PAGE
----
The Ford Focus is a solid option for buying used cars. This sporty yet budget-friendly hatchback is a popular choice for first-time car buyers/owners. Although the Ford Focus is a best-seller, it has its fair share of reliability issues.
Ford is no stranger to reliability issues, and based on available data, the Focus is easily its most problematic lineup.
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If you are looking to buy a used Ford Focus, then you will want to read our breakdown of the Ford Focus years to avoid. For this post, we list some of the most unreliable Ford Focus years that you should avoid buying and a couple of safe models to buy used.
Which Ford Focus Years To Avoid?
Despite its popularity, the Ford Focus lineup is riddled with reliability issues. Some problems often pop up their ugly heads, and some models are proven to be more troublesome than others. We have listed some of the most problematic Focus years that are not worth buying used to save you the headaches.
Here are the worst Ford Focus years to avoid:
- 2007 Ford Focus
- 2008 Ford Focus
- 2012 Ford Focus
- 2013 Ford Focus
- 2015 Ford Focus
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2007 Ford Focus
The 2007 Ford Focus is stylish, fun, practical, and inexpensive. However, it’s not without its problems. According to CarComplaints.com, the 2007 Focus garnered over 700 complaints and 2 recalls.
The most common complaint about the 2007 Focus is that the alternator tends to die sooner than expected. Many owners complained that the alternator would simply give out and affect the car’s electrical components, and sometimes without warning. 2007 Focus owners are frustrated that they have to replace the alternator every 18 months.
Another problem that many Focus owners have complained about is excessive tire wear. Factory tires succumbed to wear and tear way too fast and under low mileage. Many people tried using high-quality tires, but their new sets also got worn out fairly quickly.
2008 Ford Focus
With 500 complaints under its belt, the 2008 Ford Focus is one of the better options on this list of Ford Focus years to avoid. In fact, Consumer Reports gave the 2008 Focus a reliability rating of 4 out of 5.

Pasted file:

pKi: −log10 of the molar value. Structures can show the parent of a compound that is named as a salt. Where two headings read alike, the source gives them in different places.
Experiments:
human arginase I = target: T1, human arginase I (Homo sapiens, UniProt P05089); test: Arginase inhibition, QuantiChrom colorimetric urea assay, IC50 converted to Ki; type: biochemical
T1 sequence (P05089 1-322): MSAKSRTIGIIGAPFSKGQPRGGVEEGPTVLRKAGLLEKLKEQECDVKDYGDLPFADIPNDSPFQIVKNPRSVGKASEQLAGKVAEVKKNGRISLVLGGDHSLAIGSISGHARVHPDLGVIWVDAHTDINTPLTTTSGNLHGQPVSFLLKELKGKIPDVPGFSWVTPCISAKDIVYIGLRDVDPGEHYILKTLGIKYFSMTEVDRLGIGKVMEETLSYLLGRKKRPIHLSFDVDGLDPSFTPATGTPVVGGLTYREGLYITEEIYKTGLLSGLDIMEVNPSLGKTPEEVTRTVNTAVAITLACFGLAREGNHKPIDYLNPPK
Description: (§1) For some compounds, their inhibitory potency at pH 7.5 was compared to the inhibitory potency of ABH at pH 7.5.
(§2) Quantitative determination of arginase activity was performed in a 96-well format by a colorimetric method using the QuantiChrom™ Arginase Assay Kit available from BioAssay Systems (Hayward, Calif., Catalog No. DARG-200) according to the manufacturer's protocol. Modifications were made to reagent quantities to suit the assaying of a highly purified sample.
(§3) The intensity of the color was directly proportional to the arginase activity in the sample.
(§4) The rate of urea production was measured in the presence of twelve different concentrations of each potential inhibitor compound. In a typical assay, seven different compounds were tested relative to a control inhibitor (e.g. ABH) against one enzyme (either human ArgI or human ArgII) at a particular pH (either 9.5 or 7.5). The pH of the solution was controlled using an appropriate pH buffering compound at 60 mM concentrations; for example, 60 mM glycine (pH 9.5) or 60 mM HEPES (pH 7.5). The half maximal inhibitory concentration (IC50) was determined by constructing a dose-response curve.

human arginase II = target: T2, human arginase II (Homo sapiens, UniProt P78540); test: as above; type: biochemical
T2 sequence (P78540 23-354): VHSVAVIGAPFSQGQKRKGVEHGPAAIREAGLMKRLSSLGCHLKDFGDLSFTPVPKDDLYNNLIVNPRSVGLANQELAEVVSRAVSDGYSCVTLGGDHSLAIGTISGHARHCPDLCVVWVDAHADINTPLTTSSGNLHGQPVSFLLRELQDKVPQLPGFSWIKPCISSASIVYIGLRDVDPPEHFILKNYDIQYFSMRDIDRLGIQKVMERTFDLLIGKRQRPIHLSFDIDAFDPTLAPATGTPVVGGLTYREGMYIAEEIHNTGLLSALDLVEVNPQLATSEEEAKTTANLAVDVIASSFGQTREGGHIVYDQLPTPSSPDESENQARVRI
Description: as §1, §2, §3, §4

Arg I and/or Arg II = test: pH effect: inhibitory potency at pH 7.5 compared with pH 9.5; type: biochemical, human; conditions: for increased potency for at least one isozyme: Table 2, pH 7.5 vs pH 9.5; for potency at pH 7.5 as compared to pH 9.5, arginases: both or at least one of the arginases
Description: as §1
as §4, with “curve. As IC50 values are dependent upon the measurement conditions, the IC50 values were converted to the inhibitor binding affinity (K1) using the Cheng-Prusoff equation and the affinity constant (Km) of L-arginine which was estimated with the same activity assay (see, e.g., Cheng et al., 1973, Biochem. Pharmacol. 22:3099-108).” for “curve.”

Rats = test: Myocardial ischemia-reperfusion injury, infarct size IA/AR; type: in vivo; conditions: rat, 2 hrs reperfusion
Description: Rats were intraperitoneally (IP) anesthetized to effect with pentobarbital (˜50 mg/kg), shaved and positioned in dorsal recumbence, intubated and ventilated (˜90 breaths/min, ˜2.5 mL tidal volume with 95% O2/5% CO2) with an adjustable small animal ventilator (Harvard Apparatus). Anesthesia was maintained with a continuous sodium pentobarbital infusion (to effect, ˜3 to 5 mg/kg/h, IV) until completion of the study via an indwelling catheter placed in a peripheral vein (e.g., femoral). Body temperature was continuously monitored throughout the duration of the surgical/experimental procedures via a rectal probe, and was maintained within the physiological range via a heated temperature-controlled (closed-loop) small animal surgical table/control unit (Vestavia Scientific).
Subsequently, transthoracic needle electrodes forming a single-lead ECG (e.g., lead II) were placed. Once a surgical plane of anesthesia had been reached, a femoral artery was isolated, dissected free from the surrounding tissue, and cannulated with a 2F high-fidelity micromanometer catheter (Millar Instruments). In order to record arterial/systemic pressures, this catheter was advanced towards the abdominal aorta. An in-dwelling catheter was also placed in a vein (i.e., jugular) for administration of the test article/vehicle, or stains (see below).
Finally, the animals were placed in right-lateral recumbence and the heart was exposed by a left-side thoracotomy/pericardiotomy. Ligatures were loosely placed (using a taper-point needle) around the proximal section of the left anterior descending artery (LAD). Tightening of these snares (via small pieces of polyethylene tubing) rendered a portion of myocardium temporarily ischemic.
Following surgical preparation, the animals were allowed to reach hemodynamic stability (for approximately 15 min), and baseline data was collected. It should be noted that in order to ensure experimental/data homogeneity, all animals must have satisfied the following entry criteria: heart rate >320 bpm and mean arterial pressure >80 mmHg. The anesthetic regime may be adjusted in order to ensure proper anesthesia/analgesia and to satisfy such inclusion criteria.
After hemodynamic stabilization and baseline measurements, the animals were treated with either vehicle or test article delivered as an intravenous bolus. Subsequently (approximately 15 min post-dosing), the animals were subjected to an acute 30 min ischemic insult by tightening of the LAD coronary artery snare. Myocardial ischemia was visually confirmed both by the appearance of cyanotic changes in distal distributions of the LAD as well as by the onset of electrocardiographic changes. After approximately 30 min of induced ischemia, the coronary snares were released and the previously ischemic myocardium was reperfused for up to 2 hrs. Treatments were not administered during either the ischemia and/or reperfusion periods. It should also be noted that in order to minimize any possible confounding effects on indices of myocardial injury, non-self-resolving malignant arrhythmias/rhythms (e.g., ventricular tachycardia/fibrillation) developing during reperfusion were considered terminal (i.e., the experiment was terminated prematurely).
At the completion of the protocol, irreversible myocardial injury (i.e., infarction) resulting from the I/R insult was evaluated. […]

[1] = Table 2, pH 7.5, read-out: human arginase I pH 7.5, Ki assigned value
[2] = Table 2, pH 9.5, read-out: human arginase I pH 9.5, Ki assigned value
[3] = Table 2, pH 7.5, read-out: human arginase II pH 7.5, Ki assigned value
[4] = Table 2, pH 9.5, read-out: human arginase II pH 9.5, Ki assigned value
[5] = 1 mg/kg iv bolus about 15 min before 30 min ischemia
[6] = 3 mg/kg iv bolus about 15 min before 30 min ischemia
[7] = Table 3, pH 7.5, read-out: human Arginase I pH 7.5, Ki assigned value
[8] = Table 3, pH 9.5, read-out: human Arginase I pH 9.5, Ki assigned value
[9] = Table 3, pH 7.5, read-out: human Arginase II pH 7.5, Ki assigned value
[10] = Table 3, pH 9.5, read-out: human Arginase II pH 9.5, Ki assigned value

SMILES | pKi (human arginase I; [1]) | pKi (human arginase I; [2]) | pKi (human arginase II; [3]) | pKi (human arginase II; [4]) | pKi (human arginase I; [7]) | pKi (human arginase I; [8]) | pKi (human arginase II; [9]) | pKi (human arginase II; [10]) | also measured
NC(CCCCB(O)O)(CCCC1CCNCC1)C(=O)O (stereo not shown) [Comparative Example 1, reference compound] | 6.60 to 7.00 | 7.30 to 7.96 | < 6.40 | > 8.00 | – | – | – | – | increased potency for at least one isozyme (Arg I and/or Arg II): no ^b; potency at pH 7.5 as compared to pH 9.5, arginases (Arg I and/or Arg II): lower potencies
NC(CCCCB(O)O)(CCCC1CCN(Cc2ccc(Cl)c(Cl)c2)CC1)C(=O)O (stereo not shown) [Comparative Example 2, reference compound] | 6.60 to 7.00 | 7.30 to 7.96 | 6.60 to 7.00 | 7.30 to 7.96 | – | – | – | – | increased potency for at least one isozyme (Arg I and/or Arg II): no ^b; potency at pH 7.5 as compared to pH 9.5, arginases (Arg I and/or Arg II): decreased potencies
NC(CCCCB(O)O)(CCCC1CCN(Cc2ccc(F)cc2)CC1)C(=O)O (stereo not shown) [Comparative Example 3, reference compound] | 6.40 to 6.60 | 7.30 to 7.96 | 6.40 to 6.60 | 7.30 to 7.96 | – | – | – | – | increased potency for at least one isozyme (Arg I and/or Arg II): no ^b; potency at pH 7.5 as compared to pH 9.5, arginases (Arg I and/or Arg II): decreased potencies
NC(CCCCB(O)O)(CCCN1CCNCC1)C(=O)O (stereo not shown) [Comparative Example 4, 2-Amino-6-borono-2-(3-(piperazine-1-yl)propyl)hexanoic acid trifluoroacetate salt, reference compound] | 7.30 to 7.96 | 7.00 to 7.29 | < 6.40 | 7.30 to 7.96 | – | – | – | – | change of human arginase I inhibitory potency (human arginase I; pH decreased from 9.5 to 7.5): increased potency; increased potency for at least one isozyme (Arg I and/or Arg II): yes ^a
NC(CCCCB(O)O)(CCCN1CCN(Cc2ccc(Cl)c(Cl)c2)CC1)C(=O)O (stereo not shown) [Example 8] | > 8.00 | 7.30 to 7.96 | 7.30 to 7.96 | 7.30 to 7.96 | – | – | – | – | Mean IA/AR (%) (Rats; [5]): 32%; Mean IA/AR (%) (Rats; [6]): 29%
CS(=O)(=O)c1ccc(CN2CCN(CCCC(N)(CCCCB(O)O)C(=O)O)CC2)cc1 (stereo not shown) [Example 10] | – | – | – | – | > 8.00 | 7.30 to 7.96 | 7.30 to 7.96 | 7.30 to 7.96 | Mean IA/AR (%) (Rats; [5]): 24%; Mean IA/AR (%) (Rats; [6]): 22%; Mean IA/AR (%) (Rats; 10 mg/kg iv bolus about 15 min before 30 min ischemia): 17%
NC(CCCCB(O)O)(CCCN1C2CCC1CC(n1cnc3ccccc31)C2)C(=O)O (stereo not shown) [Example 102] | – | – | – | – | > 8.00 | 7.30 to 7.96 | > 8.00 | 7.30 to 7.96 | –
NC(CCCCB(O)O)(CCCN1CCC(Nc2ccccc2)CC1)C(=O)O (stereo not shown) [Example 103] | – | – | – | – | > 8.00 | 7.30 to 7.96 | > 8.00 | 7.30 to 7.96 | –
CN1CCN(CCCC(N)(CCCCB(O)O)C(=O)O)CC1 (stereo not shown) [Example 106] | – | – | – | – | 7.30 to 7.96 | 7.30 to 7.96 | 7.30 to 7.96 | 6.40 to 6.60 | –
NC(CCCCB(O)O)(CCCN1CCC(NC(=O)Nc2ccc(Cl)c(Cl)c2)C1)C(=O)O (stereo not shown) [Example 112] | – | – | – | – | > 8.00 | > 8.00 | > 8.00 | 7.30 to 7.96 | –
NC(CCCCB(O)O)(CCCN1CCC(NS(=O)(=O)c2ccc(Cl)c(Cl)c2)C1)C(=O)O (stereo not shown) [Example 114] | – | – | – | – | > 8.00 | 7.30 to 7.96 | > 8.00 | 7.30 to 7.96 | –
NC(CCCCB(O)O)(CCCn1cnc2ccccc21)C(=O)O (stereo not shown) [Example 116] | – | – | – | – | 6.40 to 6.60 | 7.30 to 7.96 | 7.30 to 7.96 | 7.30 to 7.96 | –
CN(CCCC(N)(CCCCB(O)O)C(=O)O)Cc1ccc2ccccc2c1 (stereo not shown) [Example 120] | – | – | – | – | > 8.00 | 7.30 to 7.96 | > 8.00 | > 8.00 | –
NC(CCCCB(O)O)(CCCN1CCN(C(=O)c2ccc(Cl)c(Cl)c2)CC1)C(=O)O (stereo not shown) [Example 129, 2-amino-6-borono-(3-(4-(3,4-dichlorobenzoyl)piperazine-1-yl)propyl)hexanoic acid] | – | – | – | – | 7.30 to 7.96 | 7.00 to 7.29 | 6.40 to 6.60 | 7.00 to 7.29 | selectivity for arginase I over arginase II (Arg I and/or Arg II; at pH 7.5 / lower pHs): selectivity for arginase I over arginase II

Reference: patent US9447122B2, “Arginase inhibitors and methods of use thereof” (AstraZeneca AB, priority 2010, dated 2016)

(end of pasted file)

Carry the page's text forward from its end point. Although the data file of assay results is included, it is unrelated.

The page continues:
So why did it appear on this list? Well, the 2008 Focus does have several reliability issues that are hard to ignore.
For two years in a row, the dreaded excessive tire wear is still a problem with the 2008 Focus. Owners complained that they had to get a new set of tires at only 35k miles. However, it’s worth noting that the tire wear problem isn’t as prevalent as the 2007 model.
Another area where the 2008 Focus came up short is the climate system. Several users from Consumer Reports said that the A/C system simply stopped working at some point, or one of the fan speeds no longer works. From the condenser to the blower to the compressor, the 2008 Focus climate system is just overall problematic.
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2012 Ford Focus
As per Car Complaints, the 2012 Ford Focus is the worst Focus year you should avoid with over 5k complaints and the “Avoid Like the Plague” seal of disapproval.
According to Focus owners, the worst issue with the 2012 model is the prevalent power steering failure. Users claimed that the power steering just died on them while driving in traffic which is a critical safety risk. Once the power steering fails, drivers have difficulty steering the vehicle, or the wheel is just altogether stuck. The problem was also intermittent, which means it could occur at any time.
Additionally, the 2012 Focus has a significant problem related to breaking door latches on both driver and passenger doors. Basically, the occupants cannot close it anymore once the door opens. At times, the doors have opened while the vehicle is in motion, increasing the risk of injury for the occupants and other drivers on the road.